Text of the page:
Wintemute grew up in a home in Long Beach, California, where his father, a decorated veteran of the Second World War, kept a Japanese officer's saber and infantry rifle, a Winchester carbine and a Marlin .22 caliber rifle in a bedroom cupboard. Wintemute learned to shoot, and begged to go hunting. That chance came when he was around 12, and his father asked him to help clear out sparrows from the rafters of his company's warehouse.
Wintemute's aim was good, he recalls. “But I held those birds and looked at the finality of it all and felt them turn cold in my hands and decided this was not for me.”
As an undergraduate at Yale University in New Haven, Connecticut, Wintemute flirted with oceanography and neuroscience, but eventually decided that he wanted to be a physician. After completing medical school and a residency in family practice, both at UC Davis, Wintemute went to work in 1981 as medical coordinator at the Nong Samet Refugee Camp, just inside Cambodia's border with Thailand. The camp was in an area that had only recently been liberated from the Khmer Rouge dictator Pol Pot, and Wintemute took care of gunshot wounds on a daily basis. Even more common were shrapnel injuries from land mines. There was no electricity, and amputations were done under local anaesthetic.
“I never once met an intact family,” Wintemute recalls. “Everybody had lost somebody. There came a point where I said: 'I need to pick up a rifle. I can't be on the sidelines'.”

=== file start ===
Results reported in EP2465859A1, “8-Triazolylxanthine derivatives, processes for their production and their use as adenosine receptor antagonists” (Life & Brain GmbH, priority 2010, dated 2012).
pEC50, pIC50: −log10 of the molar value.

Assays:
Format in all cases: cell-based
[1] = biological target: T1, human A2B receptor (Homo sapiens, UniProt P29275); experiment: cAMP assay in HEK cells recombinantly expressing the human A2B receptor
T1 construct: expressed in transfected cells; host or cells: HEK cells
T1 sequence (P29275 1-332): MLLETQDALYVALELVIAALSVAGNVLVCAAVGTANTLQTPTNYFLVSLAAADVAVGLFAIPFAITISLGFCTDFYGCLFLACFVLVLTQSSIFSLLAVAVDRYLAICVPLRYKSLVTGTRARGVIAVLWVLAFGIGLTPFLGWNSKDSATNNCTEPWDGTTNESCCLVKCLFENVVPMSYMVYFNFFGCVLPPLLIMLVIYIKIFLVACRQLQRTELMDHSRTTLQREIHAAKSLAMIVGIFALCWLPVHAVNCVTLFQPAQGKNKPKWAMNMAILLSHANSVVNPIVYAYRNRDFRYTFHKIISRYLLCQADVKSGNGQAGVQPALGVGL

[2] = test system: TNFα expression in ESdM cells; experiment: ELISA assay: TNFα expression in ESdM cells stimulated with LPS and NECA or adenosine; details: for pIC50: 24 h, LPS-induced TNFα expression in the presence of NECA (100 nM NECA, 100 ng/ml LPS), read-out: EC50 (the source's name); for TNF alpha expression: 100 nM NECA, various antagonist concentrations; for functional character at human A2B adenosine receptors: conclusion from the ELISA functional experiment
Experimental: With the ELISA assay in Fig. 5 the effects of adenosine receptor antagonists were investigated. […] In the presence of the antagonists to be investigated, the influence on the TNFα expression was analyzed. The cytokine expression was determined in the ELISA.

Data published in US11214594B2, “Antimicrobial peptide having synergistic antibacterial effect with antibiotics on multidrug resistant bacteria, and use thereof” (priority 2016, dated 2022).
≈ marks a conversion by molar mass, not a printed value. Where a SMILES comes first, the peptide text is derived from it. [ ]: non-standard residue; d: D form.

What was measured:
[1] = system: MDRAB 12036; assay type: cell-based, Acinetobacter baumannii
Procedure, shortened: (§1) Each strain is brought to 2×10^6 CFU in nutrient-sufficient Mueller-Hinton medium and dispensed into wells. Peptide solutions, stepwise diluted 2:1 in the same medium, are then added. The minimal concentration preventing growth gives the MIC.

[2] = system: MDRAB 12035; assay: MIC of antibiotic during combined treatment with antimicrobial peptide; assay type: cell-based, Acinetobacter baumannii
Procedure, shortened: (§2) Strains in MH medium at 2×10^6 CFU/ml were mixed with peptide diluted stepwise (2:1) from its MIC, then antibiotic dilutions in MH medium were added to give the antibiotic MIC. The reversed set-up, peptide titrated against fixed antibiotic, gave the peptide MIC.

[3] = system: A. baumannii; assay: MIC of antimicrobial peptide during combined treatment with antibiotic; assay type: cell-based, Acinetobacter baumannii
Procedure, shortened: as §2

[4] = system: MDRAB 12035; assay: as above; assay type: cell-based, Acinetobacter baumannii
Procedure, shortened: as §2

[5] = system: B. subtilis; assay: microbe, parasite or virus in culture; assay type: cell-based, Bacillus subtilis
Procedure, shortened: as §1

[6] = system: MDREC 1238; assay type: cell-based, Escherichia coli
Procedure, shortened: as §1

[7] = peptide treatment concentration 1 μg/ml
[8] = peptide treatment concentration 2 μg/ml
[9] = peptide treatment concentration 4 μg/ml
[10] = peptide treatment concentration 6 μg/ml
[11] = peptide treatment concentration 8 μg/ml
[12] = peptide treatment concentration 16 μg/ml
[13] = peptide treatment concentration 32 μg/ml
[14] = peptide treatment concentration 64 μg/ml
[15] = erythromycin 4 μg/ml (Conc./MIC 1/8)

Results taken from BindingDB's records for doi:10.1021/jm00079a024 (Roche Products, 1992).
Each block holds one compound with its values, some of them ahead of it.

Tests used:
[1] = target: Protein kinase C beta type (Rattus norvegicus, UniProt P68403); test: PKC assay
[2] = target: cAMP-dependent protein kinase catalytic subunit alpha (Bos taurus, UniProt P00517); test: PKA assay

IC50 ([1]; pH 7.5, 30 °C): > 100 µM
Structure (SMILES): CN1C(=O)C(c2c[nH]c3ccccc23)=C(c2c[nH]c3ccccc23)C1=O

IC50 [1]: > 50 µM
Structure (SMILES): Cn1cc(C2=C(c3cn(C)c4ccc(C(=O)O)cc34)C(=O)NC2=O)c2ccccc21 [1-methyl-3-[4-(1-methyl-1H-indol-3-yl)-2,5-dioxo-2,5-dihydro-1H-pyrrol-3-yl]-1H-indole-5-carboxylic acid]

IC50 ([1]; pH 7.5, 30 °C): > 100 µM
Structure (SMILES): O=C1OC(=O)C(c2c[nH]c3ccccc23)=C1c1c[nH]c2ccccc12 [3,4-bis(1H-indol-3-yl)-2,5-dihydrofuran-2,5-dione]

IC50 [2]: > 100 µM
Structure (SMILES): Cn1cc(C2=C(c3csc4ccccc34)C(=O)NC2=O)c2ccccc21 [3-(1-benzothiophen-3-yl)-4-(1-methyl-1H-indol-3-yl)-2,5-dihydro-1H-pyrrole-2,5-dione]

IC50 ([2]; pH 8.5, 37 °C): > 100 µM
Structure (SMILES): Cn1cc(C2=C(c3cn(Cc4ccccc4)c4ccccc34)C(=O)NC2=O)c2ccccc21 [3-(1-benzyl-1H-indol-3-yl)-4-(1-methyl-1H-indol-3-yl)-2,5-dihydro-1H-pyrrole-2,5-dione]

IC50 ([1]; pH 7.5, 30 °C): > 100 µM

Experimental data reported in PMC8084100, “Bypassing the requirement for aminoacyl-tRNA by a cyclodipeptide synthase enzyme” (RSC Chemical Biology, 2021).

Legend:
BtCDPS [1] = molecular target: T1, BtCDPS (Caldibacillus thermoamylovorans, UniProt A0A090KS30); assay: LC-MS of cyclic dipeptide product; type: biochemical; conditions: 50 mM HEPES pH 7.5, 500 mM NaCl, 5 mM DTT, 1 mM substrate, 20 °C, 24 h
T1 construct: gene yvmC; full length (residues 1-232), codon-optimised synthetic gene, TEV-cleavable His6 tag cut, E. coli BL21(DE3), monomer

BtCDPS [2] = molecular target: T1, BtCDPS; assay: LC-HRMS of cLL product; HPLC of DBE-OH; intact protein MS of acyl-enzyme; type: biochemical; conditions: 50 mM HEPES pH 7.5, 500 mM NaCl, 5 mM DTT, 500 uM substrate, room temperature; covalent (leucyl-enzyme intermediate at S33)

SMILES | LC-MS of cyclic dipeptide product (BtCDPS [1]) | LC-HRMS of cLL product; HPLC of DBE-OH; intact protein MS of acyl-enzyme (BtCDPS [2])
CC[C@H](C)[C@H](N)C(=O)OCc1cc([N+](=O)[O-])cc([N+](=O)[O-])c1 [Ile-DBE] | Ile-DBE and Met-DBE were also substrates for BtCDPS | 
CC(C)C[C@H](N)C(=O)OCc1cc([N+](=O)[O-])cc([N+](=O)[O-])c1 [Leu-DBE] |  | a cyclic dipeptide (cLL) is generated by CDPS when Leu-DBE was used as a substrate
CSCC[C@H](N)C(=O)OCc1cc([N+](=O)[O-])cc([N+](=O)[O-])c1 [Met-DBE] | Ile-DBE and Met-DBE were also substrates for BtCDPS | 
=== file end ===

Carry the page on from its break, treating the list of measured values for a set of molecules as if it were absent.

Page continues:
But instead of grabbing a gun, Wintemute decided to pursue 'big-picture' international health. He left Cambodia and enrolled in a one-year master's program in public health at Johns Hopkins University in Baltimore, Maryland. One of his first courses was taught by a former trial lawyer named Stephen Teret, who is now director of the Center for Law and the Public's Health at Johns Hopkins.
Teret remembers the day in September 1982 when the students of that class introduced themselves and Wintemute stunned him with his charisma and eloquence. “I said to myself: 'I'm going to get to know this guy',” recalls Teret, and the two of them soon became friends and collaborators.
On a cold winter day several months later, some close friends of Teret's dropped their 21-month-old son off at the house of his caregiver. Around noon, the caregiver laid him down for a nap and left the room, whereupon her four-year-old son took his father's loaded handgun from a nearby drawer, pointed it at the sleeping infant and shot him through the head.
Within weeks, Teret switched his main research focus from motor-vehicle injuries to gun injuries, an area in which public-health research was all but non-existent. Wintemute began assisting him, and their first project was a law-review article laying out a legal strategy for suing gun-makers who fail to use available safety technologies to prevent accidental gun deaths.
Wintemute returned to UC Davis, with the goal of focusing on gun injuries. In Cambodia and then in the Sacramento emergency department, Wintemute learned the hard lesson that, as a doctor, he had little chance of saving many people with gunshot wounds; most of those who died did so before they even reached the hospital. He realized that if he wanted to reduce deaths from firearms, he needed to prevent shootings in the first place.
One day, he set himself a question as he left for a run in the foothills east of Sacramento. Looking to make an impact, he wondered: “What subset of firearm injuries can people simply not turn away from?” By the time he got back, he had decided to focus on the kind of shooting that had shattered the lives of Teret's friends.